The new products coming from Apple this year
This week the world waited with baited breath to Apple's keynote speech at its Worldwide Developer's Conference (WWDC). The presentation covered all the WWDC mainstays—a new version of macOS and a new version of iOS, both arriving in the fall—as well as a handful of hardware odds and ends, and the long-rumored Siri-powered speaker. Here is our edit of what you need to smarten yourself up about:
The biggest announcement of WWDC this year is Apple's long-rumored smart speaker, officially dubbed the 'HomePod'.
At just under seven inches high and powered by Apple's A8 chip that you will also find in iPhones, HomePod is a speaker that uses sensing technology in an attempt to offer fuller, spacious sound. Multiple HomePods can also be networked together for especially large rooms.
As expected, the HomePod can react to voice commands with the help of Siri, much like competing smart speakers from Amazon and Google. Although while the Echo and the Home bill themselves as voice assistants first and speakers second, it looks like Apple is positioning HomePod as a speaker first, with Home Assistant features as the added bonus. Through voice commands, the HomePod looks to be able to general question answering, calendar adjustment, and timer setting just like a Google Home or regular old Siri can. The details of how far it can go are still fuzzy for the time being. The HomePad can also interact with smart appliances that work with HomeKit, including the commands in the picture above.
The HomePod comes in white and grey and starts shipping this December for $350. By comparison, you can buy a Google Home for $110 or an Amazon Echo for $180.
The newest version of macOS, dubbed High Sierra, is what Apple is billing as a refined version of regular old Sierra, which came before. The new version of Safari included in High Sierra can automatically block auto-playing video and will also use machine learning in an attempt to minimize the amount of ad-tracking information shared between sites. The Photos app in High Sierra also packs a few new tricks, including machine-learning-powered facial recognition, much like what Google announced in Google Photos two years ago.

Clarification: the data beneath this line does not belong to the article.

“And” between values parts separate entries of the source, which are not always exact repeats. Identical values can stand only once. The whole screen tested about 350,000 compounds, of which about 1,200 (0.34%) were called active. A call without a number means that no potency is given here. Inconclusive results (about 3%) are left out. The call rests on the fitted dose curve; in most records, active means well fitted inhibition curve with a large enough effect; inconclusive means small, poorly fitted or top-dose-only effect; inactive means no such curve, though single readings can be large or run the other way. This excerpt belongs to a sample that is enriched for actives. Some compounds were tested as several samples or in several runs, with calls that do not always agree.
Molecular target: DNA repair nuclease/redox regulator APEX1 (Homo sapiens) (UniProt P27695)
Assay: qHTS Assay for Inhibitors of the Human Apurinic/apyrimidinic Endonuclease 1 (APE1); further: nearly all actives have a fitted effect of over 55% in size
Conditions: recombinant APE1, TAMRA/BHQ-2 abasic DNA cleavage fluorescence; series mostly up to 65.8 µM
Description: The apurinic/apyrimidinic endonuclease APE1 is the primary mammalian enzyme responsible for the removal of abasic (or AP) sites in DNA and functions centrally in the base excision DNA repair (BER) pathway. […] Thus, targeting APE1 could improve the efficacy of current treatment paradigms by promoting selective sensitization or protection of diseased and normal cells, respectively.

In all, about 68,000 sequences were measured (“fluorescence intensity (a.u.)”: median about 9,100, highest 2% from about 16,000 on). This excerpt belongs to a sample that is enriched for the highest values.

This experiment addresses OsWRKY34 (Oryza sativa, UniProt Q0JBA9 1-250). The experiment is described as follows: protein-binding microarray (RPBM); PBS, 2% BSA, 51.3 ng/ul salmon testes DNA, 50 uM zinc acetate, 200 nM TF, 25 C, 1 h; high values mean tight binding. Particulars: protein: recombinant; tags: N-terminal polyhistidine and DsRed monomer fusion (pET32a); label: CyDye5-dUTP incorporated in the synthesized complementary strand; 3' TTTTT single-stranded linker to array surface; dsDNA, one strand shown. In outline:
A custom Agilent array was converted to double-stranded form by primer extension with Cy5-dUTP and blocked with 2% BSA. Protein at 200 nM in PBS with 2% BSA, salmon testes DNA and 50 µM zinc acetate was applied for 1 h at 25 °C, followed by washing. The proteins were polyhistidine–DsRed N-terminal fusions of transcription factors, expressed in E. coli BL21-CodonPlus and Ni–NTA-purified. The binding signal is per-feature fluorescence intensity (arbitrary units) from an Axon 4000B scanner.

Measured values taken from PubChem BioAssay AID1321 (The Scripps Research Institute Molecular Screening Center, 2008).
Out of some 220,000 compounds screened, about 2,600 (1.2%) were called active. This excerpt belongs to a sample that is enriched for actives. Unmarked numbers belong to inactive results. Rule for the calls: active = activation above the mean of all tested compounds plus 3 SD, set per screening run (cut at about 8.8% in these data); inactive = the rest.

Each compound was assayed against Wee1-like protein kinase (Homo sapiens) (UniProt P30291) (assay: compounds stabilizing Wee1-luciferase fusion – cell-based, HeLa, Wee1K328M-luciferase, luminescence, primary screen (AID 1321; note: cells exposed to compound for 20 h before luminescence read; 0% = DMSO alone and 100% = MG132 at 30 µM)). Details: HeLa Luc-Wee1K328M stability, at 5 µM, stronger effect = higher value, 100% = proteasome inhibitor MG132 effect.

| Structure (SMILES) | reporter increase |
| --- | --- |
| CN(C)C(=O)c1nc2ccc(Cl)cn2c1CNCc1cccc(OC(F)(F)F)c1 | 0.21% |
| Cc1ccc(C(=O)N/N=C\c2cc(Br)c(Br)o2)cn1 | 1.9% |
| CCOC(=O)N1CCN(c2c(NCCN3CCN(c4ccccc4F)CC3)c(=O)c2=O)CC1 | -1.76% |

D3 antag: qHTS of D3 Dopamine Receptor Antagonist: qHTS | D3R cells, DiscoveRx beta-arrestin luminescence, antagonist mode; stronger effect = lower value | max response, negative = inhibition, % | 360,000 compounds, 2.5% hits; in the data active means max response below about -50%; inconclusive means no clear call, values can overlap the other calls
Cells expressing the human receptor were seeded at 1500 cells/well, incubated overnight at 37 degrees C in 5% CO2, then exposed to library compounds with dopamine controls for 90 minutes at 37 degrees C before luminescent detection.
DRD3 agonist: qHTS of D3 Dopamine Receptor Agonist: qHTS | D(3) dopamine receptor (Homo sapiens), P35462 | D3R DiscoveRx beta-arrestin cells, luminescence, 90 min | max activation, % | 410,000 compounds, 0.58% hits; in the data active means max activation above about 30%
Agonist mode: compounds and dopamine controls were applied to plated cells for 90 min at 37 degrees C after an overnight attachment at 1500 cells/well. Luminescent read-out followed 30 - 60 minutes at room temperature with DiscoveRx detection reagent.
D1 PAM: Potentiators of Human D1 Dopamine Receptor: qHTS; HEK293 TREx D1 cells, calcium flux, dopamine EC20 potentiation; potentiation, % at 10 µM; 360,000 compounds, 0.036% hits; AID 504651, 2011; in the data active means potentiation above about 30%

High Sierra will also introduce a new, default file system. It's an under the hood tweak, but one that Apple promises will be able to speed up processes like moving or duplicating files even with the same computing horsepower.
High Sierra will be out as a free update this autumn.
The newest line of iMacs come with the latest Intel Kaby Lake chips which will give them a boost in both compute power and graphics capability. They also come with Thunderbolt-capable USB Type-C ports, which brings us one step closer to using the same type of cable for pretty much anything. Though Apple's iPhones still use the proprietary Lightning Port.
Apple also teased a new "iMac Pro" that will release in December with up to an 18-core Xeon Processor, AMD's new Radeon Vega graphics and up to 16GBs of video RAM. Oh yeah, and it comes in Space Grey. This kind of power isn't aimed at the average joe, but instead aimed directly at professionals that do a lot of video editing or other horsepower heavy jobs, so all that will cost you a hefty $5,000 on the low end.
Apple's MacBooks are also being updated with Intel's new chips, but no other design modifications. You'll notice that the MacBook Air is pointedly absent:
In iOS 11, Apple Pay will be able let you send or receive money to and from people, effectively putting a built-in version of Venmo right inside iOS. So long as the people you hang with are all on iPhones.
Siri is also getting some updates. Thanks to machine learning, she'll now have a more natural-sounding voice with more options for emphasis than before. Siri will also be able to give you translation if you ask her how to say something in say, Chinese, although this will only be a beta feature in iOS 11.
The control panel is also getting a brand new look that packs a bunch more functionality into a small space:
iOS 11 also includes a suite of features aimed mostly at iPad Pro users. The new "Files" app functions basically as a traditional computer file system for the iPad Pro, but also includes files from third-party cloud storage services like Dropbox. iOS 11 on the iPad Pro also supports drag and drop, which lets you drag apps around your screen much the same way you can have multiple windows open on the same desktop. Apple is clearly making a push to use iOS 11 to make the iPad Pro a more suitable replacement for your average laptop.
A new iPad Pro
There's a new version of the smaller iPad Pro, with its screen scaled up to 10.5 inches from 9.7 thanks in large part to some shrinking down around the bezels. This modest bump in size is just enough for the new iPad Pro to be able to have a full-size on-screen keyboard and use a full-size keyboard cover. Apple also doubled the refresh rate of the screen on the iPad Pro, effectively increasing the speed at which the screen can update itself. That'll make motion on it look extra smooth (if the app can support it and your eyes can tell the difference) and also let it work with the Apple Pencil without as much update lag.
The new iPad Pro is available now and starts shipping next week: